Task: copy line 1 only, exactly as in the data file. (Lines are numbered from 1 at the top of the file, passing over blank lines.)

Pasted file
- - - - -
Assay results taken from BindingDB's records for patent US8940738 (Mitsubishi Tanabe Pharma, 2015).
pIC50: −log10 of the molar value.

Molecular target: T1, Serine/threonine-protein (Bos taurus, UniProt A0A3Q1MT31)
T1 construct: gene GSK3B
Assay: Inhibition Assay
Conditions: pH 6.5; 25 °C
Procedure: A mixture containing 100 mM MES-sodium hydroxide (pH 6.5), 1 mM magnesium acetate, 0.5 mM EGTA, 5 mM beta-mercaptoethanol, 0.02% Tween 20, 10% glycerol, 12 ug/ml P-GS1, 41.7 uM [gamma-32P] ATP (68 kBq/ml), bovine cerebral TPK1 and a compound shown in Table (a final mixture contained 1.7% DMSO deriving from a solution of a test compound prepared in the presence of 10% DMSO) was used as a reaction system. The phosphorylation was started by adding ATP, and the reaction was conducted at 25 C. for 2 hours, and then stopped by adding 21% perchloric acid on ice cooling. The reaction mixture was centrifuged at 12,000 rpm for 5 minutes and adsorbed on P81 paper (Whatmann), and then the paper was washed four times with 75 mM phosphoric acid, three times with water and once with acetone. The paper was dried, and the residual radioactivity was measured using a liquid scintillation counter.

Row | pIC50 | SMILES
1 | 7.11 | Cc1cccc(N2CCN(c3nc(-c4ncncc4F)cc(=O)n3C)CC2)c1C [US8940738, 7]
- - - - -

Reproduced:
Assay results taken from BindingDB's records for patent US8940738 (Mitsubishi Tanabe Pharma, 2015).